Left unchecked, rapidly reproducing bacteria could overpopulate. This is where bacteriophages come in. Bacteriophages are viruses that infect bacteria. By infecting bacteria, they help keep the bacterial population down to manageable levels. This would not be a problem in a pre-fall world, where death as a consequence of sin wouldn’t exist, because neither bacteria nor bacteriophages are alive in the biblical sense of the word. The Bible refers to living organisms as “having the breath of life” (Genesis 2:7, 6:17, 7:15, 22). Bacteria lack this key trait, and viruses aren’t even considered to be alive by most biological definitions. Therefore, the death of either before the fall is not problematic for a biblical creationist.
Many bacteriophages live inside humans and mammals. These bacteriophages apparently have the ability to recognize bacteria that are members of the host microbiota while simultaneously being ignored by the host immune system.6 In fact, the bacteriophages serve as “cloaks” for the members of the normal microbiota!7 They embed into the bacterial genome and produce antigens on the normal microbiota, thus hiding the bacteria from the host’s immune system. Since the bacteriophages can tell the difference between normal gut microbiota and pathogenic bacteria, they infect the pathogens and protect the native inhabitants of the microbiome. This serves as a powerful confirmation for Dr. Francis’ organosubstrate model.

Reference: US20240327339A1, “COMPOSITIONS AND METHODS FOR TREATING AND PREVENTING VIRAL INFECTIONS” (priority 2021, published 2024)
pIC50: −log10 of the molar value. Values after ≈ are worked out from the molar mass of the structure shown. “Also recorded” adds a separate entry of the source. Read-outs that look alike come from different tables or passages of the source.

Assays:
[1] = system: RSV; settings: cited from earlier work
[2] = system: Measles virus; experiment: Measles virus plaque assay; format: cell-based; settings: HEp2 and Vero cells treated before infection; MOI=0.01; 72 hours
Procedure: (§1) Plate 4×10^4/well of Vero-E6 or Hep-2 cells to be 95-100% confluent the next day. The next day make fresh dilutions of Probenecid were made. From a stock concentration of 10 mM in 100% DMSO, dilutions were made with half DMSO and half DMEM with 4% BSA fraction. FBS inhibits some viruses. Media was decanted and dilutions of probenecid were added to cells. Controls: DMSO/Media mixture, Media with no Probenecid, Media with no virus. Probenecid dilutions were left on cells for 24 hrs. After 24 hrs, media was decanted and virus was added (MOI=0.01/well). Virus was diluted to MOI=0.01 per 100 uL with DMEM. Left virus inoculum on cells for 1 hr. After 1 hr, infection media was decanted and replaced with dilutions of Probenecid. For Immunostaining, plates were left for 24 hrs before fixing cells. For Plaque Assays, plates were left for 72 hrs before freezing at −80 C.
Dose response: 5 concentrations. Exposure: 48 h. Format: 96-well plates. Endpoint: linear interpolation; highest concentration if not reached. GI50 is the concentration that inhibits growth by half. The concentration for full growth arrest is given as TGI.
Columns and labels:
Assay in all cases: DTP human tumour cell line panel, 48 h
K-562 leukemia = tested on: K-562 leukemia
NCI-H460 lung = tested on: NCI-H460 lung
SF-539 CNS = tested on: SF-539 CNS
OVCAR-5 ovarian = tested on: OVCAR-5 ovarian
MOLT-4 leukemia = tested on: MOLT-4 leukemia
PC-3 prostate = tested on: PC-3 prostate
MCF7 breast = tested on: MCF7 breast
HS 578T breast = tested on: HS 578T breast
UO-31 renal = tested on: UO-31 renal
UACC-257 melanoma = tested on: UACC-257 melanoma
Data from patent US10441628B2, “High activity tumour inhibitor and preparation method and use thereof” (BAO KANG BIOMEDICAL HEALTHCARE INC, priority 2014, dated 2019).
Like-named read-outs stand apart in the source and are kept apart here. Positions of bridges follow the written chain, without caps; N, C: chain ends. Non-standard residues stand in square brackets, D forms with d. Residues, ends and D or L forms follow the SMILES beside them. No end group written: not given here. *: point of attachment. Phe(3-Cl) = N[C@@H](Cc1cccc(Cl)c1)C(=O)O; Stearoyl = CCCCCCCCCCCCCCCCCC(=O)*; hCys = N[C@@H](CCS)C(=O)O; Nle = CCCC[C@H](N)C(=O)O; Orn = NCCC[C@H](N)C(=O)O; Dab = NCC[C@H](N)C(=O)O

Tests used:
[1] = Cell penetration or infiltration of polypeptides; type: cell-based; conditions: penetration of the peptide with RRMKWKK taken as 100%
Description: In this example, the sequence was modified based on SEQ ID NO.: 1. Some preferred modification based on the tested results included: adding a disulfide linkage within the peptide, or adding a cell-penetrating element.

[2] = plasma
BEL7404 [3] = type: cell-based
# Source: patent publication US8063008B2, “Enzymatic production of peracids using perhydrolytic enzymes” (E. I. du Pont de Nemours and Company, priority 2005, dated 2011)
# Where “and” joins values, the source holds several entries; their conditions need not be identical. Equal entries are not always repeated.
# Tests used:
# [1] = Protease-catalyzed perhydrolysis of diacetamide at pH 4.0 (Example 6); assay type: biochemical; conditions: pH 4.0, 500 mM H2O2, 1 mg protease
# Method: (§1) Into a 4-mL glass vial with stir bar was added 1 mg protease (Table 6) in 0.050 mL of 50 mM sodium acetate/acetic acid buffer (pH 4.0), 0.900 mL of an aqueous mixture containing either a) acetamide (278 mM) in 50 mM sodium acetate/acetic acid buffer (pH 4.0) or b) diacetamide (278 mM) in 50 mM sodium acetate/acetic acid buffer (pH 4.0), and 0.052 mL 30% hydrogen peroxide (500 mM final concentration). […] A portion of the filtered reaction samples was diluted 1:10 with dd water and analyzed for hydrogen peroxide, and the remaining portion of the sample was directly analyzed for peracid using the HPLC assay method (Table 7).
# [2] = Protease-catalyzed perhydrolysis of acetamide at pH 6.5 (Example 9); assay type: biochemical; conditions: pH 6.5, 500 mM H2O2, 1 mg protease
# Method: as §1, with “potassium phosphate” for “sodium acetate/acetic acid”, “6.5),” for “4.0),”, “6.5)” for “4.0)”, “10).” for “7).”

Dr. Francis’ model not only explains why God created microbes, but also gives us hints as to the purpose of the immune system. Microbes were created to help larger organisms. And since the immune system helps regulate the microbiome, part of its pre-fall function is hinted at here.